They find old movies hopelessly passé — technically primitive, politically incorrect, narratively dull, slowly paced. In short, old-fashioned. Even Tobey Maguire’s Spider-Man is a Model T next to Andrew Garfield’s rocket ship of a movie. And Model Ts get thrown on the junk heap.
This also raises the question about how millennials define “old movies.” From someone my age this might be understood as films in the 1920s or 1930s, but from a millennial perspective it would appear that any film with a shelf life beyond ten years is in danger of begin cast aside for the latest cinematic fashion update.
I would also suggest that Gabler’s essay poses dire implications for the future of classic fantastic films of the silent era and on into the Universal films of the 1930s and 1940s, and beyond that the horror-science fiction films of the 1950s (and possibly even later films in following decades depending upon how older films are defined). These films, and others, have been extremely influential on a previous generation of filmmakers, and much of contemporary horror, science fiction, and fantasy, has come about as a result of the influence of this body of material. What forces will influence the preservation of these films, not only as entertainment, but also as art, and the foundation of a variety of subcultures? Presently their continued financial value is a sustaining force, as studios release new versions of these films on Blu-ray for contemporary audiences. The forthcoming release of Universal Classic Monsters: The Essential Collection is a welcome example of this. They will also survive in terms of homage, and a contemporary example of this is reflect forthcoming comedy-horror animated films, including Hotel Transylvania and Frankenweenie. But beyond this, if millennials and their attitudes toward “old movies” represent one of the primary forces that shape how film is not only produced for the future, but also how it is remembered and taken care of from the past, then it may be that a vast array of horror, science fiction, and fantasy films are in danger of loss in the following decades. Gabler recognizes this potential for older films in general. He concludes his essay with these sober words:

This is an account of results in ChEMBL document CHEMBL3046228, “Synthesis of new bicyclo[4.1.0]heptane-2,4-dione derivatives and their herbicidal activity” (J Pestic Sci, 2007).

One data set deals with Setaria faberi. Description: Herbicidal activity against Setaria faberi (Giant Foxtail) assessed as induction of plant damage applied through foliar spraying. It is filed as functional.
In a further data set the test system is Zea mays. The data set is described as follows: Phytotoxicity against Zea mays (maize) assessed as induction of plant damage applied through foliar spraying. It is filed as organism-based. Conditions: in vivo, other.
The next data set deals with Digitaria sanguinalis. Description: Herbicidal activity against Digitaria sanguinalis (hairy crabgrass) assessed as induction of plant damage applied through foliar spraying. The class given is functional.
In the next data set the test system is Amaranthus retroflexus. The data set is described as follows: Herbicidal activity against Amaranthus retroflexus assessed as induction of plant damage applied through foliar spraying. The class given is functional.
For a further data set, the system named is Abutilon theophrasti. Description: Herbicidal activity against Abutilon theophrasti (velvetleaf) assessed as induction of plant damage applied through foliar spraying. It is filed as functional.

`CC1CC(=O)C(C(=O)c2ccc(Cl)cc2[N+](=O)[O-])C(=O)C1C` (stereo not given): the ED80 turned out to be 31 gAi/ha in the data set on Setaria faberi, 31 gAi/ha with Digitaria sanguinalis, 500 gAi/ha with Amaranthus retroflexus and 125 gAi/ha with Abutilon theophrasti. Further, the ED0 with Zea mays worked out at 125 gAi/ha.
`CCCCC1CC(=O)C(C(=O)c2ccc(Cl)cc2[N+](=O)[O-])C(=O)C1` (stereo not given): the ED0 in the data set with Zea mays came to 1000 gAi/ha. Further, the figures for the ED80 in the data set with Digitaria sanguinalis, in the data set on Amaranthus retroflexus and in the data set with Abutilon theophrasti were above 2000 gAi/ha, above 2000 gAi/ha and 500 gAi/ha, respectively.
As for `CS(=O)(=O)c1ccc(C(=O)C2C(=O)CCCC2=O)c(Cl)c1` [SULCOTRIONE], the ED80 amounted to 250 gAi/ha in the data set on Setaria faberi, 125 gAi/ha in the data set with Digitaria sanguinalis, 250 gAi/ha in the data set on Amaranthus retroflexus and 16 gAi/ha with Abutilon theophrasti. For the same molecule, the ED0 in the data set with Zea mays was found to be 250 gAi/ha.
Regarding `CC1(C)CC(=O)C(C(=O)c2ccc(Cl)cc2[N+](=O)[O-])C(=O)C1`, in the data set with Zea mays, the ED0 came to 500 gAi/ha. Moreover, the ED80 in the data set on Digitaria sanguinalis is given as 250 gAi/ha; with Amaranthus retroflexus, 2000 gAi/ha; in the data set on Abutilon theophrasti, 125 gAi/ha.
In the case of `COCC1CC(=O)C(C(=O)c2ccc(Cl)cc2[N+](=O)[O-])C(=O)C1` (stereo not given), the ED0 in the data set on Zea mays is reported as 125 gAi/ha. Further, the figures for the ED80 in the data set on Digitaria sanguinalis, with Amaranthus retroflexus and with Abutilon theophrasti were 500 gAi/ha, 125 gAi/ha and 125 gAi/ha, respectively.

All of this makes it tough not only for old movies to survive but for movie history to matter. There is a sense that if you can’t tweet about it or post a comment about it on your Facebook wall, it has no value. Once, not so long ago, old and new movies, middle-aged audiences and young audiences, happily coexisted. Movies brought us together. Now a chasm widens between the new and the old, one aesthetic and another, one generation and another. It widens until the past recedes into nothingness, leaving us with an endless stream of the very latest with no regard for what came before. Old movies are now like dinosaurs, and like dinosaurs, they are threatened with extinction.
I have raised this concern previously and wondered what might be done as a result. How might fans and the organizations and networks they have created work together with film and popular culture historians and scholars to preserve older fantastic films? And how might older generations of fans work with those in younger generations to educate and inspire them about their value? Perhaps we can find ways to build bridges across the chasm, and in so doing save our beloved cinematic dinosaurs from extinction.